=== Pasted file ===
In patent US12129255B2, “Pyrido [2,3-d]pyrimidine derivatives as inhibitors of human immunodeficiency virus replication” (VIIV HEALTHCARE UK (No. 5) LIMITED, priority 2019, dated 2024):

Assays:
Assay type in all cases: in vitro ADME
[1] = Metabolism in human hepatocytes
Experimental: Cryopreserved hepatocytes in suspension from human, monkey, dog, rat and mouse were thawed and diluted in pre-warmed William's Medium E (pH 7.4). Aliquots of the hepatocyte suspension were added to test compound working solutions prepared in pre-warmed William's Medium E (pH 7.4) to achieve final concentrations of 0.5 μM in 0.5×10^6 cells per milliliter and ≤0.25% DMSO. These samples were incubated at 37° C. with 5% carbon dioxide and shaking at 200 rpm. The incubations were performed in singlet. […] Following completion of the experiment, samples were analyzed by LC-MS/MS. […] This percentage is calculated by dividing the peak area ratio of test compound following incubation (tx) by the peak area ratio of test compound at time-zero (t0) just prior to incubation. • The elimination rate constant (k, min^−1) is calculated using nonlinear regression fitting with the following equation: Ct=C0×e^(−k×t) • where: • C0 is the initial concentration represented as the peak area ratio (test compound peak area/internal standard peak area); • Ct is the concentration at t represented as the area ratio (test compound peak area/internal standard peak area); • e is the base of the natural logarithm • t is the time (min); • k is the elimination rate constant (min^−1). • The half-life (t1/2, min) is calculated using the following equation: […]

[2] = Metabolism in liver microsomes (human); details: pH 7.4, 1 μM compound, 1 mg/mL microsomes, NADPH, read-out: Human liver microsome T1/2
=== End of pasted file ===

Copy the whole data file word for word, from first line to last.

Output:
In patent US12129255B2, “Pyrido [2,3-d]pyrimidine derivatives as inhibitors of human immunodeficiency virus replication” (VIIV HEALTHCARE UK (No. 5) LIMITED, priority 2019, dated 2024):

Assays:
Assay type in all cases: in vitro ADME
[1] = Metabolism in human hepatocytes
Experimental: Cryopreserved hepatocytes in suspension from human, monkey, dog, rat and mouse were thawed and diluted in pre-warmed William's Medium E (pH 7.4). Aliquots of the hepatocyte suspension were added to test compound working solutions prepared in pre-warmed William's Medium E (pH 7.4) to achieve final concentrations of 0.5 μM in 0.5×10^6 cells per milliliter and ≤0.25% DMSO. These samples were incubated at 37° C. with 5% carbon dioxide and shaking at 200 rpm. The incubations were performed in singlet. […] Following completion of the experiment, samples were analyzed by LC-MS/MS. […] This percentage is calculated by dividing the peak area ratio of test compound following incubation (tx) by the peak area ratio of test compound at time-zero (t0) just prior to incubation. • The elimination rate constant (k, min^−1) is calculated using nonlinear regression fitting with the following equation: Ct=C0×e^(−k×t) • where: • C0 is the initial concentration represented as the peak area ratio (test compound peak area/internal standard peak area); • Ct is the concentration at t represented as the area ratio (test compound peak area/internal standard peak area); • e is the base of the natural logarithm • t is the time (min); • k is the elimination rate constant (min^−1). • The half-life (t1/2, min) is calculated using the following equation: […]

[2] = Metabolism in liver microsomes (human); details: pH 7.4, 1 μM compound, 1 mg/mL microsomes, NADPH, read-out: Human liver microsome T1/2